Sunday, August 10, 2014

Keeping Calm through Craziness and Cyclones

Everything happens for a reason.  That doesn't mean it's good or fun or that we don't have a say or that we do have a say- but if we can find the purpose, sometimes it makes the roughage a little more palatable.

After week one of chemo-lite- I was feeling pretty good. Running here and there getting the kids ready for school.

spending time with Bella, who I had promised just mommy and Bella-time.

Then the icky hit. I had overdone it. I knew at dinner- twice having to leave the table of leftovers and certain smells were making me nauseous.  When I feel ok, I feel the clock ticking the loudest. My lists are full, the checkmarks are few.  So the days where I feel ok- I take deep breaths and do what I can. Later that night the unrelenting nausea set in. I wasn't expecting it- after all I had only done the "lite" chemos. Maybe it was something I ate. It hits furiously- Phil comes in- not sure how to possibly help- there is no hair left to hold back- I guess that's a perk. I'm tired of finding the bright side.

As I get all four kids off to school, the news hits- not one but 2 hurricanes are on the way. GDMFCSSOB. Phil says they won't leave. He is reassuring himself, not me. He is kidding himself, not me. I am.  I know what this means. It means he will pack up and leave. He and the rest of the available pilots will escort millions of dollars of precious flight power over the ocean to dry land while those left behind prepare and protect our priceless treasures. Ultimately ironic as one of the primary missions of the unit is to protect the island, just not from this kinda threat. I know this drill- it's been many years since I've done it in earnest, yet it doesn't really differ from the living with cancer drill. You wait, you hope, you prepare the best you can- but you just don't know if or when it will hit and how bad it will be until it does.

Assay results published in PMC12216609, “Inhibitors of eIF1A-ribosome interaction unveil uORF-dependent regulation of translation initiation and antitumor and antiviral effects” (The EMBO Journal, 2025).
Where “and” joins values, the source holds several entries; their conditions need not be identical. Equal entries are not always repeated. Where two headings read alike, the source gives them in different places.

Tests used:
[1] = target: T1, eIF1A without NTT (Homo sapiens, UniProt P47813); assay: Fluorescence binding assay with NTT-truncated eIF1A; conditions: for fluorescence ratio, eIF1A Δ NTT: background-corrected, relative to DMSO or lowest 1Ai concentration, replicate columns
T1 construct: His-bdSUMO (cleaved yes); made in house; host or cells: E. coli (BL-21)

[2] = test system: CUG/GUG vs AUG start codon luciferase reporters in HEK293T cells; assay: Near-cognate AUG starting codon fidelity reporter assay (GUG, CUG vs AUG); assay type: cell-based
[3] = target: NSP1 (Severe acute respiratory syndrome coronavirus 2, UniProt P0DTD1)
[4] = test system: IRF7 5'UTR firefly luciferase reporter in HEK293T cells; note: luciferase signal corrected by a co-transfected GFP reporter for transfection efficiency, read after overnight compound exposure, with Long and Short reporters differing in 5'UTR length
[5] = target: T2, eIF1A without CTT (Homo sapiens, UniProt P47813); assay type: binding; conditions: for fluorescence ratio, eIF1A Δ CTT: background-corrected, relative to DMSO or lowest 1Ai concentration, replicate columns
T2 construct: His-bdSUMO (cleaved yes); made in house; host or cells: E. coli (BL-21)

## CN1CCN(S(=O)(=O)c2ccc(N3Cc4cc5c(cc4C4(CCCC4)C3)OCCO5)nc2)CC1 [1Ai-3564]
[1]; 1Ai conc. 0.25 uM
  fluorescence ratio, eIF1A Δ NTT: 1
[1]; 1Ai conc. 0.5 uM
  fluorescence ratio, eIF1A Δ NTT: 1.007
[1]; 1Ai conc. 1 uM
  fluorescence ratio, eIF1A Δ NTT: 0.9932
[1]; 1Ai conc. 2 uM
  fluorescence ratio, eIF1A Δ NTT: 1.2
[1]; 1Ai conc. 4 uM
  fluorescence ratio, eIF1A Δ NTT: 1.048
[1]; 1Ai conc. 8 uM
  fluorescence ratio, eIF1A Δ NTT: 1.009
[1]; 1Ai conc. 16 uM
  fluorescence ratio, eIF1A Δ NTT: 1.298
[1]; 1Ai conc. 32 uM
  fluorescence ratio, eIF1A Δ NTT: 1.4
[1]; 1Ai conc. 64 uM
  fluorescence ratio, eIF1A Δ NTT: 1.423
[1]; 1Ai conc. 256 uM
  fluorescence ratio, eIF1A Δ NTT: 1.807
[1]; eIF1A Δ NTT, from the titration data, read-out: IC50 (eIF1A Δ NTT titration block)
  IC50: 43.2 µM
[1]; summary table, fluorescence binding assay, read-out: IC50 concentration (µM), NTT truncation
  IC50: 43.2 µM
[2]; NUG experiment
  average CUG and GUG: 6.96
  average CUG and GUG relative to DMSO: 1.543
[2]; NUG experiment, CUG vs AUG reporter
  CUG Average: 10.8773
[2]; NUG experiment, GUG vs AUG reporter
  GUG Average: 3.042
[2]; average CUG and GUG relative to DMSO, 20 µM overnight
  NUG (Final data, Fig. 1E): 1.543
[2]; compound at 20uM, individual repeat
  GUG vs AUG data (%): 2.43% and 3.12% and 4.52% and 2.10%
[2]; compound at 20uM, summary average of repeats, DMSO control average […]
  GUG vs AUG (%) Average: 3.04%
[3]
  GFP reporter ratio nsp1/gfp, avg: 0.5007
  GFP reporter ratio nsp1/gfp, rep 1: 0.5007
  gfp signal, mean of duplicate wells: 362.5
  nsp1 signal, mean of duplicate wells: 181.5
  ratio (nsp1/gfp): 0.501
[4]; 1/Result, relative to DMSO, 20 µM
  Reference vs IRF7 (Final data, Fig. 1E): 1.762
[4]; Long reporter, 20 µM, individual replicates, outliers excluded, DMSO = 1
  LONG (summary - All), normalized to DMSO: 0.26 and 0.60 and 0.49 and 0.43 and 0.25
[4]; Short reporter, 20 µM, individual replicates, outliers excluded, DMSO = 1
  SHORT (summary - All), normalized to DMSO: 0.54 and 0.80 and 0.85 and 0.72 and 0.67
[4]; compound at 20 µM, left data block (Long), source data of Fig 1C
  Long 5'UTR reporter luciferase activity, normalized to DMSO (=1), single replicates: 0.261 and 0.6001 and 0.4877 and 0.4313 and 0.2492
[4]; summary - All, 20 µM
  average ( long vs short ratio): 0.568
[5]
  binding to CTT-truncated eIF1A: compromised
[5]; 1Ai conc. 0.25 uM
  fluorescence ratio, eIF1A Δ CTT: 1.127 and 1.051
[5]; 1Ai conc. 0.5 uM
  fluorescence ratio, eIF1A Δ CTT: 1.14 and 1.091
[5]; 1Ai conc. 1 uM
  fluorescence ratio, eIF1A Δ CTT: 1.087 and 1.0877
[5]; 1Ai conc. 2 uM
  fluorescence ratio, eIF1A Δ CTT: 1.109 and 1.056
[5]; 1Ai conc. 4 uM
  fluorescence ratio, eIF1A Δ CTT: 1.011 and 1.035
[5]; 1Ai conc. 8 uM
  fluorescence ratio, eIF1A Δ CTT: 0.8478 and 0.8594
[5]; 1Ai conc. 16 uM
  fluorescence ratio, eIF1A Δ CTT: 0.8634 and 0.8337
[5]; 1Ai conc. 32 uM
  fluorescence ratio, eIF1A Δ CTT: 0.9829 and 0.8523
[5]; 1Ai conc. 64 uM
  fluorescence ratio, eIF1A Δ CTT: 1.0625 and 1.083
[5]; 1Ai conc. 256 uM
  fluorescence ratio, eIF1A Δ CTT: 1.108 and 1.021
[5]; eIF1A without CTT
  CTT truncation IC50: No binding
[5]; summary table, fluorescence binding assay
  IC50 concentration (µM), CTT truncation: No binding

I go about business when the realization hits. Lily's scans. The hurricane is supposed to hit the night of Lily's scans. OH mother of GDMFCSSOB. The familiar PTSD scanxiety sets in. He still thinks they aren't going. I ask my sister in law to be on call to take the kids to school the morning of scans. I know he will be gone. He packs a bag, because superstition dictates if you are prepared- it won't be as bad. That's bullshit. Sometimes it just doesn't matter how prepared you are- it still is bad. But I plug along with mental checklists- start doing laundry. Get out the huge lemonade jug for water, grab a few supplies from walmart and safeway. There is no water or bread to be found in the stores. People are expecting the worst.  The last two hurricanes that hit hard were Iwa and Iniki. We are due. It doesn't help that the beyatch's name is Iselle.  I secretly hope she is graceful as her name and not a force to be reckoned with like my Belle.

I look through my supplies. Somehow my emergency radio and can opener are missing. I hit amazon and overnight some supplies. I know they won't be found in stores. The thing about hurricanes is you have time to prepare- it's not like a tornado that just pops up or an earthquake that sneaks up and shakes you. Phil comes home with three cases of water and a metal suitcase. The one that fits in the jet. He rallies the kids to help him put all the patio furniture in the garage.  I feel lost. I am grateful that I didn't have abraxane.  We barely speak.  I know he has to go. Part of me finds the bright side. For months he's gone out of his way to cook for me, make my load easier. Part of me worried that he thinks I can no longer do it. Part of me wonders if I can. He wouldn't have left if he thought I couldn't handle it. Not exactly the way I wanted to rally that vote of confidence.